Computer vision has a great potential to help our daily lives by searching for lost keys, watering flowers or reminding us to take a pill. To succeed with such tasks, computer vision methods need to b... e trained from real and diverse examples of our daily dynamic scenes. While most of such scenes are not particularly exciting, they typically do not appear on YouTube, in movies or TV broadcasts. So how do we collect sufficiently many diverse but boring samples representing our lives? We propose a novel Hollywood in Homes approach to collect such data. Instead of shooting videos in the lab, we ensure diversity by distributing and crowdsourcing the whole process of video creation from script writing to video recording and annotation. Following this procedure we collect a new dataset, Charades, with hundreds of people recording videos in their own homes, acting out casual everyday activities. The dataset is composed of 9,848 annotated videos with an average length of 30 seconds, showing activities of 267 people from three continents. Each video is annotated by multiple free-text descriptions, action labels, action intervals and classes of interacted objects. In total, Charades provides 27,847 video descriptions, 66,500 temporally localized intervals for 157 action classes and 41,104 labels for 46 object classes. Using this rich data, we evaluate and provide baseline results for several tasks including action recognition and automatic description generation. We believe that the realism, diversity, and casual nature of this dataset will present unique challenges and new opportunities for computer vision community.

XNOR-Net: ImageNet Classification Using Binary Convolutional Neural Networks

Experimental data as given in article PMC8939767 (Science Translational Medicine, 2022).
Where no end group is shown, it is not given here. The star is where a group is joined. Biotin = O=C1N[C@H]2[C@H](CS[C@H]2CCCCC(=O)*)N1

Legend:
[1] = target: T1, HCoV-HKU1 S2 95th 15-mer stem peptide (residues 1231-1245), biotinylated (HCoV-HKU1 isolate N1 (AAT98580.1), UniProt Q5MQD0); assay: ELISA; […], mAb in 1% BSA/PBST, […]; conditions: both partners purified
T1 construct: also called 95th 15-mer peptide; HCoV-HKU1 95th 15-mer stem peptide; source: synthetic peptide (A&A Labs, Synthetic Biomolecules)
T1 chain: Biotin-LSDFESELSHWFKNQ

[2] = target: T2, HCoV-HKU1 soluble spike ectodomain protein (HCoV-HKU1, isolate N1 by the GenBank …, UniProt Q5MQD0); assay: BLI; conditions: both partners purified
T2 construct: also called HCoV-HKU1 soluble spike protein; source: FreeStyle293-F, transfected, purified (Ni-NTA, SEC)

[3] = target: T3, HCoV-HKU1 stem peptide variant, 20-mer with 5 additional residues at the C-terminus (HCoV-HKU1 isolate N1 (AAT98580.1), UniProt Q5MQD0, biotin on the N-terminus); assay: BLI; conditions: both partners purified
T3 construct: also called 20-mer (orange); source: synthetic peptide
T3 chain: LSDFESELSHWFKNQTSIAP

Mohammad Rastegari, Vicente Ordonez, Joseph Redmon, and Ali Farhadi ECCV  2016

We propose two efficient approximations to standard convolutional neural networks: Binary-Weight-Networks and XNOR-Networks. In Binary-Weight-Networks, the filters are approximated with binary values... resulting in $32 imes$ memory saving. In XNOR-Networks, both the filters and the input to convolutional layers are binary. XNOR-Networks approximate convolutions using primarily binary operations. This results in 58x faster convolutional operations (in terms of number of the high precision operations) and 32x memory savings. XNOR-Nets offer the possibility of running state-of-the-art networks on CPUs (rather than GPUs) in real-time. Our binary networks are simple, accurate, efficient, and work on challenging visual tasks. We evaluate our approach on the ImageNet classification task. The classification accuracy with a Binary-Weight-Network version of AlexNet is the same as the full-precision AlexNet. We compare our method with recent network binarization methods, BinaryConnect and BinaryNets, and outperform these methods by large margins on ImageNet, more than 16% in top-1 accuracy.